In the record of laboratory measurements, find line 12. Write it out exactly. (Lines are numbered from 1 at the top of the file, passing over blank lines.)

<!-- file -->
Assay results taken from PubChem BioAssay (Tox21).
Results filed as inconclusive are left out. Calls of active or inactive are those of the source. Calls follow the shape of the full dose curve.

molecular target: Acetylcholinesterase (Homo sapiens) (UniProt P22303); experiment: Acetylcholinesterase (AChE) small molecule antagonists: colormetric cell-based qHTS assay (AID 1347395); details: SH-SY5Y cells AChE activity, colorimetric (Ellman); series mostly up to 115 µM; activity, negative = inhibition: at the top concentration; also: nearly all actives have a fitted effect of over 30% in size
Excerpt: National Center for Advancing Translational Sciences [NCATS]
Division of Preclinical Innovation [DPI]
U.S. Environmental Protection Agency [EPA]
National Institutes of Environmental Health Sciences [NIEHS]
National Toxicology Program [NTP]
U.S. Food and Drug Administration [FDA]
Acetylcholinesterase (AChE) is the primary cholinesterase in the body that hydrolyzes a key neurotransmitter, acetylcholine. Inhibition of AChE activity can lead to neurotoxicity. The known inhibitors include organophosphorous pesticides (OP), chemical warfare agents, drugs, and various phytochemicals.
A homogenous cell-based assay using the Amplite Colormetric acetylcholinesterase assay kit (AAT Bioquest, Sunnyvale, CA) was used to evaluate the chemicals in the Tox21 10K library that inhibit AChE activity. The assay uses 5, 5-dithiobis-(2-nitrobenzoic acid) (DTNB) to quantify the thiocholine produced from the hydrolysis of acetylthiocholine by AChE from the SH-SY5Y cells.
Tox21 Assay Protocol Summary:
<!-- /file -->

Tox21 Assay Protocol Summary: